WATER HEATERS

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Water Heaters

A water heater leak may seem like just a minor nuisance, but it can quickly turn into a big problem. Even a small amount of water will cause damage to your floors, sub-floors, and walls. Keep in mind that water heater leaking may be a symptom of a much larger problem. In extreme cases, a catastrophic and complete water heater failure can cause a significant flood that could lead to hefty repair bills and damaged personal property.

 

Water heater leaking can also be a health concern. Damp and wet areas can sprout mold and mildew that can cause allergic reactions and asthma in some individuals. According to the EPA, some mold spores are toxic and can lead to serious health problems.

 

A water heater leak does not shrink or go away with time. It only gets worse, so it’s best to move quickly to fix the problem.

Water Heater Leaking: Determine whether your water heater is the source of the leak

Not every small puddle of water found at the base of water heaters is necessarily due to a leak. A water heater and the pipes around it, plus the other appliances typically found nearby, can form condensation, which can accumulate and drip to the floor. If a small amount of water is noticed under or near a water heater for the first time, wipe it up and try to determine its source through simple observation. Closely inspect the water heater and its plumbing fittings for obvious signs of water leakage. If none are found, inspect other nearby possible sources. Water faithfully obeys the laws of gravity, so pay particular attention to anything directly overhead, especially water pipes.

 

If still nothing is found, lay down some paper towels over the area that was damp and come back to check on it every few hours. If, after a day or so, the problem does not re-appear, it’s likely nothing to be concerned about. If, however, water does show up again and no other source for it can be readily identified, the water heater leaking is the likely cause.

 

Depending on where yours is leaking, you may or may not need a new water heater. If your heater is leaking from its T&P valve (a.k.a. Temperature & Pressure Relief Valve), you might not need a new heater. If it is leaking from the tank, then the time has come for you to get a new heater.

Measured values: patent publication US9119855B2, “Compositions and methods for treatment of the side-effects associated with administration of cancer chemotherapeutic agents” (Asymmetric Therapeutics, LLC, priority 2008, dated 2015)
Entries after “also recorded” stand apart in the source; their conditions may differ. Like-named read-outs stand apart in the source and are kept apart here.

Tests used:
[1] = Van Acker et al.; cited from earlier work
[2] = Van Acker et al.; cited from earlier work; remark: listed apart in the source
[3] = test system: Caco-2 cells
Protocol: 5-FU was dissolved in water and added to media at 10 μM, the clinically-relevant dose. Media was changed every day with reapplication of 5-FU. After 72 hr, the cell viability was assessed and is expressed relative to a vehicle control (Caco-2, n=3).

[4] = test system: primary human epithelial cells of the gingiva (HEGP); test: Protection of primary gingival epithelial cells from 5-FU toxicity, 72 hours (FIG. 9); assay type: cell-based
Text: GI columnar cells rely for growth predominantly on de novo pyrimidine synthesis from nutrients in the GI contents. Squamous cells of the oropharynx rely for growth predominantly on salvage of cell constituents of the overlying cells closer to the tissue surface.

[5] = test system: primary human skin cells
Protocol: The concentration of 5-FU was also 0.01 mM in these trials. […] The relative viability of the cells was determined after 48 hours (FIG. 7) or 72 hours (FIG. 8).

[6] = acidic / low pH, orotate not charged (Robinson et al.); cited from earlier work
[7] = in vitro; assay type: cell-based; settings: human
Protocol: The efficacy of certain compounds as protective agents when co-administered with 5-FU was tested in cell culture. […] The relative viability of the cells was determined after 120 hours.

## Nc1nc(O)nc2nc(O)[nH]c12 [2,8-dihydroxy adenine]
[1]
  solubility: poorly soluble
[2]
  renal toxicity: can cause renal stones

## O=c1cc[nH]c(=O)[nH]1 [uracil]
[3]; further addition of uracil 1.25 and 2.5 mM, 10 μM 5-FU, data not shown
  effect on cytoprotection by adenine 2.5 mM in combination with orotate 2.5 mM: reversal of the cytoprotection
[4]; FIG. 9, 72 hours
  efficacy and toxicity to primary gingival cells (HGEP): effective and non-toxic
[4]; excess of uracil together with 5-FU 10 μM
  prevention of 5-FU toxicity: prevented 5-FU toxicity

Water Heater Leaking: Repairing or Replacing

As stated above, water heater leaking can be a serious problem, so take action quickly. Depending on the type of leak you have, you will either have to repair your water heater, or replace it. In both cases, it is highly recommended that you call a professional plumber to deal with the problem.

Improper repairs or removal of water heaters can cause larger leaks and even floods which could lead to much more serious problems such as water damage. You will need to properly dispose of the old unit. By calling a professional plumber they will be prepared and able to take care of any issue they encounter with your water heater.

Water Heater Maintenance

Very few people know that in order to keep your water heater running properly and efficiently very simple maintenace procedures need to be performed.

There are several easy and inexpensive ways to increase a water heater’s operating efficiency and longevity. Some things—adding insulation and setting the temperature—have to be done only once. Others, such as flushing the tank and checking the anode rod, should be done annually.

 

The benefits of caring for water heaters are clear. Adding insulation reduces heat loss by up to 45 percent and can shave as much as 9 percent off water-heating costs. Flushing sediment from the tank improves efficiency and longevity.

For professional help contact Integrity Plumbers.